Vienna, 7 May 2019 – The Financial Action Task Force (FATF) held its annual Private Sector Consultative Forum on 6-7 May 2019 in Vienna, Austria, hosted by the United Nations Office on Drugs and Crime (UNODC).
The meeting was chaired by the President of the FATF, Marshall Billingslea from the United States. Over 300 private sector representatives, including from the financial sector, civil society, and FATF members and observers, participated in this year’s Private Sector Consultative Forum.
The Forum is an opportunity for the FATF and its members to engage directly with the private sector on anti-money laundering and countering the financing of terrorism (AML/CFT) issues. It provides a regular platform for the FATF to learn more about the private sector’s views and concerns on these issues.
John Prendergast, The Sentry’s Co-Founder, spoke at the Forum on the “Importance of AML/CFT in the Context of Combating Corruption.” A transcript of his remarks is below, and a PDF version of his remarks is available here.
“Ladies and Gentleman, good morning.
To President Marshall Billingslea and to the FATF Secretariat, I thank you for the invitation to speak today at this important event. The work of the FATF is critical to the fight against corruption and illicit finance, and I am excited to be with you all today to discuss how we work together to combat this global challenge.
Today I want share with you how my organization, The Sentry, uses our investigations and engagement with financial institutions, governments, and international organizations like FATF, to combat corruption, kleptocracy, and violence in east and central Africa. This region – fabulously wealthy in natural resources – has the highest rate of death and displacement due to conflict in the entire world. It has some of the highest rates of mass rape, child soldier recruitment, and other mass atrocities. And we believe the major drivers of this unparalleled violence are the kleptocratic states whose institutions have been hijacked by small groups of military and civilian officials, aided and abetted by their commercial collaborators inside and outside the continent. The incentive structures are stacked in favor of extreme repression, authoritarianism, conflict, and state looting, with few consequences for those benefiting from human misery.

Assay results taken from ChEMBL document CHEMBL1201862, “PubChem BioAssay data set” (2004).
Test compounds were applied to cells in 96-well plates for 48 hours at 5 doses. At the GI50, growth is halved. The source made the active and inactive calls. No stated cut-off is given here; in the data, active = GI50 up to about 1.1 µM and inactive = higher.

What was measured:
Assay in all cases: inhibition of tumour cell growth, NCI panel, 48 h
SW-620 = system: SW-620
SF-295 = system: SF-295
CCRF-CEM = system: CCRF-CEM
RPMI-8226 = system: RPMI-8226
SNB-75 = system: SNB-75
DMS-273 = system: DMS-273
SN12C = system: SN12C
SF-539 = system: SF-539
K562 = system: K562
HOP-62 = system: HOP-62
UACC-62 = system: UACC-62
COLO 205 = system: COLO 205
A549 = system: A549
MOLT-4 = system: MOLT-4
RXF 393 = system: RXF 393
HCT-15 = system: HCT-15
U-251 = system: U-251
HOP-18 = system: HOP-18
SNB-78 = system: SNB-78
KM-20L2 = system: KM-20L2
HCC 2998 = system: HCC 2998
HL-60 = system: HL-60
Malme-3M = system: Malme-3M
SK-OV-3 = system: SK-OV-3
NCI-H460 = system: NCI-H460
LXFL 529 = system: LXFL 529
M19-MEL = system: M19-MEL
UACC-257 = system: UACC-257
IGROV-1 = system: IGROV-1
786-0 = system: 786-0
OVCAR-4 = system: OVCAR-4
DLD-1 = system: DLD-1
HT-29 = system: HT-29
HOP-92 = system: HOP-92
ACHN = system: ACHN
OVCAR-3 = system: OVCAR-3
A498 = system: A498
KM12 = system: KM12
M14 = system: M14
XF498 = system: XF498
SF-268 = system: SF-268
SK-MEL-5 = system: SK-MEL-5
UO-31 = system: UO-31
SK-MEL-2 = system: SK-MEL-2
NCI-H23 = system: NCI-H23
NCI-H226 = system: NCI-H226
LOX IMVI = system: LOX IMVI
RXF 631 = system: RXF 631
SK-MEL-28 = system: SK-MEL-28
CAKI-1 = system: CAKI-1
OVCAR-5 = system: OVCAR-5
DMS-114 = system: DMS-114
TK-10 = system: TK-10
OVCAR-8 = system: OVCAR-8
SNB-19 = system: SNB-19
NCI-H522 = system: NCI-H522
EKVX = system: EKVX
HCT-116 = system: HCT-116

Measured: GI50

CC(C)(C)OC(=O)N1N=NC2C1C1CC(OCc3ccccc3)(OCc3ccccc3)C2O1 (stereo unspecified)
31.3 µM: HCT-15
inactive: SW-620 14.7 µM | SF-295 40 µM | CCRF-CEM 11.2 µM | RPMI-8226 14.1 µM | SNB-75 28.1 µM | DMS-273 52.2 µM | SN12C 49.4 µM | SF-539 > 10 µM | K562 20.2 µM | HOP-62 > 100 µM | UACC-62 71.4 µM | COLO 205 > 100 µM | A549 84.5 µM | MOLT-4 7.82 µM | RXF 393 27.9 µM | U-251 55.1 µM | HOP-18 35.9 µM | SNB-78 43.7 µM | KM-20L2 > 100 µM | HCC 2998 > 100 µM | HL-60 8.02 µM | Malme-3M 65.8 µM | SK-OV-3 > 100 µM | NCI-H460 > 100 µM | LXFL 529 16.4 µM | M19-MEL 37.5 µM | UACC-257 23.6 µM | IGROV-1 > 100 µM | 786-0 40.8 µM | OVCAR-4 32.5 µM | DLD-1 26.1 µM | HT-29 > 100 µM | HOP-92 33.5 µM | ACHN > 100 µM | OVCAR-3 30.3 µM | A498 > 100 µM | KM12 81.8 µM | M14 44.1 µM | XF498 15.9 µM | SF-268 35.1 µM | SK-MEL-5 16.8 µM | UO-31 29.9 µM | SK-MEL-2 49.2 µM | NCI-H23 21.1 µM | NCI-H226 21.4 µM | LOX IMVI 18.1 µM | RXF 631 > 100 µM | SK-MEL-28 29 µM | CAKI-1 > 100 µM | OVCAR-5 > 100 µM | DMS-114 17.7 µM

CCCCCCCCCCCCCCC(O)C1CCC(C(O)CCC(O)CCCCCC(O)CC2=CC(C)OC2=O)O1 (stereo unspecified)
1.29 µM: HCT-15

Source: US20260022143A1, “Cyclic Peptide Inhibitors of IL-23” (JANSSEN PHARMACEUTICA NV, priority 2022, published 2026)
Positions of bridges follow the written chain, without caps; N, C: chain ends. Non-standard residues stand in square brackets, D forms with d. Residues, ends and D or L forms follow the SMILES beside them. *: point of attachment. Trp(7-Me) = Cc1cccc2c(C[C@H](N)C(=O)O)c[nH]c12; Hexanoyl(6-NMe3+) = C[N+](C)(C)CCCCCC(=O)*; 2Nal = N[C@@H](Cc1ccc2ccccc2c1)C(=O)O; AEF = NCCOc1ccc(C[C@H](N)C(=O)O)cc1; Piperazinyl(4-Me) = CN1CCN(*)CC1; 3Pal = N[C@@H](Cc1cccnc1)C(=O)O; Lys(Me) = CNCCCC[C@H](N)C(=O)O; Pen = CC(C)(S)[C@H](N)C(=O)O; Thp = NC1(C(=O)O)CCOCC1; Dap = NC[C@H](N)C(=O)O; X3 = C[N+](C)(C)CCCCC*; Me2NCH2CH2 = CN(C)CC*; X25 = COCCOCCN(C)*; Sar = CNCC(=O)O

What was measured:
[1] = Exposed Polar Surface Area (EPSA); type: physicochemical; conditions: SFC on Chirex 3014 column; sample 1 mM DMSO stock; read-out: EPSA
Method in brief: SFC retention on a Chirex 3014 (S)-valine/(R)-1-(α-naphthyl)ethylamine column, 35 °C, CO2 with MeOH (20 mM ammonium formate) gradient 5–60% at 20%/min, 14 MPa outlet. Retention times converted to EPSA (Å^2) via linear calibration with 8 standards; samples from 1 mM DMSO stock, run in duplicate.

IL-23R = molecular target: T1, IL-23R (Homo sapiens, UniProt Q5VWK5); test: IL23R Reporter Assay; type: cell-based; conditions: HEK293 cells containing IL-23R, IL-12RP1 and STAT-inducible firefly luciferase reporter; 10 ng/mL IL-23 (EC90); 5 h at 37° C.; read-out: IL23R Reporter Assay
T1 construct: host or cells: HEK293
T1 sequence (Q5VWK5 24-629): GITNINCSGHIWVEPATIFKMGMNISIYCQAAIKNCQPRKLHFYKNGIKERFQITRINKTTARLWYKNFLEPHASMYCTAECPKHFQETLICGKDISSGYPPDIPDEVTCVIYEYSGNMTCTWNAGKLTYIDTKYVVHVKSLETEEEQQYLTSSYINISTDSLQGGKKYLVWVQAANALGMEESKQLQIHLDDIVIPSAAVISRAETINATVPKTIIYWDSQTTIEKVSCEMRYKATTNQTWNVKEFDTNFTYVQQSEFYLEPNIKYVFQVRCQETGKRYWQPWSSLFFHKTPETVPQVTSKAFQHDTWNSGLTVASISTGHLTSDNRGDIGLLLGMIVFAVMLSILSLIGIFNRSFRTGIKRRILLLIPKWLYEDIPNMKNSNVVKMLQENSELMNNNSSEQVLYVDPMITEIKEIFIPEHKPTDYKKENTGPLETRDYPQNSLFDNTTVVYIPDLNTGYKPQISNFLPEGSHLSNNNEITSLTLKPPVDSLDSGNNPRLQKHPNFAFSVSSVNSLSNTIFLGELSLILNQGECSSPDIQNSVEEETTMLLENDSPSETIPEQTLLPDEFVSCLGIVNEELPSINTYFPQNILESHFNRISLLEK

The Sentry is an investigative team co-founded by George Clooney and John Prendergast that follows the dirty money and builds cases focusing on the war criminals most responsible for Africa’s deadliest conflicts and the corrupt transnational networks that profit from them. The Sentry’s team is composed of financial forensic investigators, international human rights lawyers, regional experts, and former law enforcement agents, intelligence officers, policymakers, investigative journalists, and banking professionals.
The Sentry currently focuses its work on South Sudan, Sudan, the Democratic Republic of Congo, and the Central African Republic. The Sentry aims to create significant financial consequences for kleptocrats, war criminals, and their international collaborators through network sanctions, anti-money laundering measures, prosecutions, compliance action by banks, and other tools of financial pressure. These measures aim to disrupt the profit incentives for mass atrocities and oppression, and create new leverage in support of peace and human rights. The Sentry and its partner the Enough Project undertake high-level advocacy with policymakers around the world as well as wide-reaching education campaigns by mobilizing students, faith-based groups, celebrities, and others.